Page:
A Brazilian Wi-Fi management software firm exposed data of various high profile companies and millions of their customers.
The data was leaked by WSpot, which provides software that enables businesses to secure their on-premise Wi-Fi networks and allow password-free online access to their customers.
The leak was discovered by security research firm SafetyDetectives. The researchers found WSpot’s misconfigured Amazon Web Services (AWS) S3 bucket, which was left open and exposed 10GB worth of data to the public. After discovering the sensitive data on September 2, the researchers contacted the software firm on September 7. WSpot secured the breach the following day.
Some 226,000 files were exposed in the leak, the researchers noted, including personal information from approximately 2.5 million individuals who connected to the public Wi-Fi networks provided by WSpot clients. The company’s client portfolio includes Pizza Hut, financial services provider Sicredi, and healthcare firm Unimed.
According to SafetyDetectives, the set of information exposed included details supplied by individuals in order to access the Wi-Fi service provided by the companies. This includes full name, email address, full address, and taxpayer registration numbers — in addition to the login credentials created in the registration process.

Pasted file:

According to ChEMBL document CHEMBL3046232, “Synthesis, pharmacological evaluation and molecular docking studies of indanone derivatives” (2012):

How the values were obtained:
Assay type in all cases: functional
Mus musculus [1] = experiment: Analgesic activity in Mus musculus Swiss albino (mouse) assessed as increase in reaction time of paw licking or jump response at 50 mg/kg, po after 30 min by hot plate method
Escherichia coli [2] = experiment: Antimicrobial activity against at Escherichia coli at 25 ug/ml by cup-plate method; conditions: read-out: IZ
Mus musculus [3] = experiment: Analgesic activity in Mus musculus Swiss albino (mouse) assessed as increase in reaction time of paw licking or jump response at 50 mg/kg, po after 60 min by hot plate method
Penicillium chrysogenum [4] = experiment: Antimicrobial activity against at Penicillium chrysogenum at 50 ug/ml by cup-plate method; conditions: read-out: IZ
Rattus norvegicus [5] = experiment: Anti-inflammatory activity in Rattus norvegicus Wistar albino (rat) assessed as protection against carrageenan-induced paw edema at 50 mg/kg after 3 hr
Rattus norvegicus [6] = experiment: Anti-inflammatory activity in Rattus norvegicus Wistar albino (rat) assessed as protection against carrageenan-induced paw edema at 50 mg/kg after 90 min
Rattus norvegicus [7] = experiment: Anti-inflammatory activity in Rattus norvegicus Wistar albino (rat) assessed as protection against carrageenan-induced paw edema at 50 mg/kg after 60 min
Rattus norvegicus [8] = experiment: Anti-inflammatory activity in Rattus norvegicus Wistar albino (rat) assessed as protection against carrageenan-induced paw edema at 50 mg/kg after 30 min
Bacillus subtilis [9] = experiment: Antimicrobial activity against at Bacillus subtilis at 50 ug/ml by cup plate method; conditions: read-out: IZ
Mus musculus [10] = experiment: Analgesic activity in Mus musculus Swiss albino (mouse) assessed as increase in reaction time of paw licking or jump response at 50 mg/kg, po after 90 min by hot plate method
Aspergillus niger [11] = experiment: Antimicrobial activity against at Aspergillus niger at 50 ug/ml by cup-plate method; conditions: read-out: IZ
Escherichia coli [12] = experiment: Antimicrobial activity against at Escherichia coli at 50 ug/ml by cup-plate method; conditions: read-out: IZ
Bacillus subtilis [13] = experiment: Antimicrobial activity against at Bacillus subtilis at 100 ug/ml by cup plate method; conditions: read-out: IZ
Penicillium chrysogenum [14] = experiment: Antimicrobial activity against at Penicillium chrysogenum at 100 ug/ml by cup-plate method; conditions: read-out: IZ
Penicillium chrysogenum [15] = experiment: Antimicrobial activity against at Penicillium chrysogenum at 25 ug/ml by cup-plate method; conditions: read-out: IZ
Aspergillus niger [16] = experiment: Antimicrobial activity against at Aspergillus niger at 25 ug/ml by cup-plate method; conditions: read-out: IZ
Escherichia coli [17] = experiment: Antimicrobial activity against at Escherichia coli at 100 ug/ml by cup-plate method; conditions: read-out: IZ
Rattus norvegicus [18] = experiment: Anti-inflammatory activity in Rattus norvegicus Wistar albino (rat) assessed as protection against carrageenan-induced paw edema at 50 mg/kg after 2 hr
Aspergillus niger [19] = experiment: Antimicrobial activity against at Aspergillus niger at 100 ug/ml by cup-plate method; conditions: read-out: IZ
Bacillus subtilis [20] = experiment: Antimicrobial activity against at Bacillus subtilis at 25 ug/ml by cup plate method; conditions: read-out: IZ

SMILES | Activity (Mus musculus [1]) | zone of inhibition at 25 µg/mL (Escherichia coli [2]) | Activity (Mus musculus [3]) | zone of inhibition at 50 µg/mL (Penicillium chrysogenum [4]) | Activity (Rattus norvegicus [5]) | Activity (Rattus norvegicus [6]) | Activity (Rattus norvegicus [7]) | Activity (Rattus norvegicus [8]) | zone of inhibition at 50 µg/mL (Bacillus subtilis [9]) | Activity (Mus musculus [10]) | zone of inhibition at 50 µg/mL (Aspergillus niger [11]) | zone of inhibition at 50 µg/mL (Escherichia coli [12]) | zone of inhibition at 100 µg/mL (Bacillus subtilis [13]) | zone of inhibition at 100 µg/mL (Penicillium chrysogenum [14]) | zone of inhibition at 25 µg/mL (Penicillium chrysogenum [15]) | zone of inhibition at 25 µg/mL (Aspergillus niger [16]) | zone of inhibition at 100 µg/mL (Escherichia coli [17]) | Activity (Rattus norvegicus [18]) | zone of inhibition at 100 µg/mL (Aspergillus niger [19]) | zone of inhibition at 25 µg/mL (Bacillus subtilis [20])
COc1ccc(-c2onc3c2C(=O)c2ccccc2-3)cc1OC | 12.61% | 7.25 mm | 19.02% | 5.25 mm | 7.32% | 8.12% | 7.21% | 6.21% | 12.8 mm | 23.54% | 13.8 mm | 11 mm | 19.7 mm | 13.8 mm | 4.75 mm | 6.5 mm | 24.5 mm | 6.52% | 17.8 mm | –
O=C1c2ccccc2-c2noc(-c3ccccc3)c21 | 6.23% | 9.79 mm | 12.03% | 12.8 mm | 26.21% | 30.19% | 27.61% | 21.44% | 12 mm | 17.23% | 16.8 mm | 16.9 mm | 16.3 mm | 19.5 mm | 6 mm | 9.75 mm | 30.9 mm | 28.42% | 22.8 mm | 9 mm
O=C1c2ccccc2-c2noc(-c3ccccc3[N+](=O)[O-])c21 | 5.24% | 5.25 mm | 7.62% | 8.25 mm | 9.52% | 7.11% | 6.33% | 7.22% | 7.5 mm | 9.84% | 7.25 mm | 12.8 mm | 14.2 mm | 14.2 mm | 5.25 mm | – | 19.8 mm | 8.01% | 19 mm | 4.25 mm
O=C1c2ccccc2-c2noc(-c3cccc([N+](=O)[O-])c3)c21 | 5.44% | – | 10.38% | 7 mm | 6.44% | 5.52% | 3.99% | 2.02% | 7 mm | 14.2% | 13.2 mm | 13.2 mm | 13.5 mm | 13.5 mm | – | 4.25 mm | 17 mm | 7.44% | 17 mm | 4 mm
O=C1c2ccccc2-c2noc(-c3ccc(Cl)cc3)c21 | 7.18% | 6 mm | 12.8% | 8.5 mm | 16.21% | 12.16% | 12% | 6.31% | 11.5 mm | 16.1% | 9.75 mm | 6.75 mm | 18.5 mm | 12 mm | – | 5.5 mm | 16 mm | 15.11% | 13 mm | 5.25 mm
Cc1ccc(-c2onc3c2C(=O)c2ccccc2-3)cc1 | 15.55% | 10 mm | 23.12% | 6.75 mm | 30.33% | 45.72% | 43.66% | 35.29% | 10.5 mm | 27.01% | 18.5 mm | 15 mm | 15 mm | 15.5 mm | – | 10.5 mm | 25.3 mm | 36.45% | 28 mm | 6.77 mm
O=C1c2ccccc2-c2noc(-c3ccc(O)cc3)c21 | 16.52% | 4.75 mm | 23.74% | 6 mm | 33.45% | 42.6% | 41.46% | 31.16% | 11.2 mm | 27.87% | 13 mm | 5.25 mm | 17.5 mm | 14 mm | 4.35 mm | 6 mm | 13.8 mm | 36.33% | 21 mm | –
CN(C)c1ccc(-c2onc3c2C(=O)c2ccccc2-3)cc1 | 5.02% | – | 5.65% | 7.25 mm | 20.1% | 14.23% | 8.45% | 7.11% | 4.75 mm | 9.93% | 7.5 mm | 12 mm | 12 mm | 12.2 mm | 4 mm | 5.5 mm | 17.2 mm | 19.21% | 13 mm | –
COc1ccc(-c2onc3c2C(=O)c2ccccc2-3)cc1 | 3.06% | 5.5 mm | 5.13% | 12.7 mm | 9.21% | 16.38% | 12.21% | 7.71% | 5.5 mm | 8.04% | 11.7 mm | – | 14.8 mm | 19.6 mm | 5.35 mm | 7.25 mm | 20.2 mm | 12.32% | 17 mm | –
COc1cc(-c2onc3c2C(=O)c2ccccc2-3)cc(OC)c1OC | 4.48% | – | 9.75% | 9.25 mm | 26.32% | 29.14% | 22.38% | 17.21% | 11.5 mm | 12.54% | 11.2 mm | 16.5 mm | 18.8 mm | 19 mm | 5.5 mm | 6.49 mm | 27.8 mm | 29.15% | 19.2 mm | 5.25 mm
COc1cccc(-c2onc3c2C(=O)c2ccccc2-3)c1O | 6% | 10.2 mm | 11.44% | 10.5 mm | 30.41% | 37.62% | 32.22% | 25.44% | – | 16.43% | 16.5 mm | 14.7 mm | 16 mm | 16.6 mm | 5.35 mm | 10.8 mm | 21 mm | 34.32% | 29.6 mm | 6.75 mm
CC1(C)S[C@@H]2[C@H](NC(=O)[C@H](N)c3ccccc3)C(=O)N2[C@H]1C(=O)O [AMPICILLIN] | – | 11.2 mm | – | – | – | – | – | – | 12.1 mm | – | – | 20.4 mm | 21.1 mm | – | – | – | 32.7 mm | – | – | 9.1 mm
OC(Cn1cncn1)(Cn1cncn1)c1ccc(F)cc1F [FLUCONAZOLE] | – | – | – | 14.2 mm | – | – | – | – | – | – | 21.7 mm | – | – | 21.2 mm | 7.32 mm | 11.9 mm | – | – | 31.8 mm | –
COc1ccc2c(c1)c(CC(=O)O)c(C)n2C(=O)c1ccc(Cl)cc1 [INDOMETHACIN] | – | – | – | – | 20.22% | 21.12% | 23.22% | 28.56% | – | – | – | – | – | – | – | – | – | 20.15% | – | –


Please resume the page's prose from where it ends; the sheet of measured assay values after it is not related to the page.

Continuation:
WSpot confirmed the leak to ZDNet, saying the issue was caused by a “lack of standardization in the management of information [stored] in a specific folder.” The Brazilian company reiterated that it has been working to address the issue since it was contacted about it until the conclusion of technical procedures on November 18.
WSpot states that its servers remain intact and were not invaded by malicious actors, saying there’s no evidence that the exposed data has been accessed by cybercriminals. However, the software firm also stated that it has hired a security company to fully investigate any repercussions in relation to the data leaked in the incident.
WSpot says the issue impacted 5% of its total customer base, and none of its clients had business and/or sensitive information compromised. Additionally, it reiterated that it does not capture financial information such as credit card details or access credentials to other services.
It’s unclear whether the company will inform the individuals exposed about the incident.
According to a WSpot spokesperson, the National Data Protection Authority has not yet been contacted about the incident, however, “all legal issues surrounding the case are being addressed by WSpot as thoroughly as possible, especially in order to ascertain the next steps.”